RENEWABLE ENERGY AND JOBS PLAN

Introduction

Two of the most pressing issues affecting Congressional District 6 are the need to develop more and better jobs for our young high school graduates (only 30 percent of our district gets a 4-year college degree) and the need to clean up our air quality, which fails federal standards and is harming our health.

Both problems can be at least partially addressed by an aggressive push to develop renewable energy – particularly solar – in the district. Federal policy on renewables is important because the market does not factor in the value of climate benefits of non-carbon fuel.

Current situation/background

Right now, Texas electricity utilities are importing coal from coal-producing states, namely Wyoming. This does nothing to create jobs in Texas and it contributes massively to our poor air quality. Natural gas, produced here, is about 50% cleaner than coal and will continue to fuel utilities for some time to come. We could, however, rapidly transition to solar and other affordable clean energy production in CD6, helping to clean our environment and create many new jobs.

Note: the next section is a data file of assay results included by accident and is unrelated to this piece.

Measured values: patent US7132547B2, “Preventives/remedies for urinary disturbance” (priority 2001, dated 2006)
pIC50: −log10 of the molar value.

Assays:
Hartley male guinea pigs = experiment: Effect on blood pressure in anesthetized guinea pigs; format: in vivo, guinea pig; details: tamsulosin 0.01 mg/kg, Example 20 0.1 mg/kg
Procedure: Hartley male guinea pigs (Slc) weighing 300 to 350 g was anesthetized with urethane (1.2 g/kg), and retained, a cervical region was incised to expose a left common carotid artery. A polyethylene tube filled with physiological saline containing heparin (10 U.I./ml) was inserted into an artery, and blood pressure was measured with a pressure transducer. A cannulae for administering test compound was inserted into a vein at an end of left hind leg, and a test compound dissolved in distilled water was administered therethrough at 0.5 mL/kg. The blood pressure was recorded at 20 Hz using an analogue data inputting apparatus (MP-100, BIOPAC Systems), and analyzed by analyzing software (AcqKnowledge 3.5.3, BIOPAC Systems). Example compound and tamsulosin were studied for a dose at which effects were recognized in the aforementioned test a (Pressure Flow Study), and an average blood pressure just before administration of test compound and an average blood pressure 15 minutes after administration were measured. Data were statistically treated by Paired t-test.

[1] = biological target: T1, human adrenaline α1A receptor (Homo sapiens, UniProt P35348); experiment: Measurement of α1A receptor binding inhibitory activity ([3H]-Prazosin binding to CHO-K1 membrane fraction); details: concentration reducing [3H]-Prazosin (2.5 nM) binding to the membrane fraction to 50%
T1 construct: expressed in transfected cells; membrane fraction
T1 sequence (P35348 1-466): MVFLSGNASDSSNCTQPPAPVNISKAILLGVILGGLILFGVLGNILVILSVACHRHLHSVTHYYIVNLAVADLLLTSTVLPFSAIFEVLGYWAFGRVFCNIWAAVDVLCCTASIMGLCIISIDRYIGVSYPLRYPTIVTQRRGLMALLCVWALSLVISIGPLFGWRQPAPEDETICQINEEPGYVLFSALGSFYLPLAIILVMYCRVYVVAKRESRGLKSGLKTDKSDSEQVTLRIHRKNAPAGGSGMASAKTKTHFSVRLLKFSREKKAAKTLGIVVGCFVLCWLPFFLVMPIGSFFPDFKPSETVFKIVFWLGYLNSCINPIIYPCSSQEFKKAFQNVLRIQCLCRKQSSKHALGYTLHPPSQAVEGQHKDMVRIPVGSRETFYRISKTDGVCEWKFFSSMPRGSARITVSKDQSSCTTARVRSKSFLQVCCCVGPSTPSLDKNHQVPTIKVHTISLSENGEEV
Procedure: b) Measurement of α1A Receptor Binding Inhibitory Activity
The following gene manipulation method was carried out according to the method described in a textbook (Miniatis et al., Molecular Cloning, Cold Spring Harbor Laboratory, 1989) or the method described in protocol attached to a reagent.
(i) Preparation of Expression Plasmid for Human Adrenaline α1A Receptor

The renewable energy sector is growing 17 times as fast as the rest of the US economy and increasingly provides more and more jobs. The solar energy industry created 73,000 jobs nationally in 2016, an increase of 25%. We must bring some of those jobs to this district. Less than 1% of the electricity produced here is solar, so there’s tremendous opportunity for growth. We should strive to increase that number every year until it reaches at least 20%.

Every increase in the percentage of solar energy produced here will increase jobs exponentially. That’s because renewable energy is job intensive. The wind and solar industries each employ twice as many as those employed in coal mining (despite producing 30% of energy verses 6% for wind and solar combined): Money invested in oil, gas and coal is mainly spent on getting fossil fuels out of the ground. The jobs created in renewable production are good, blue collar jobs of the future as renewable energy production will only increase over time as fossil fuels are depleted. To install solar panels, you need people who can sell, market, and manage the installation and you need installers: these are typically high-school graduates with some education and training in electrical, carpentry and other building trades.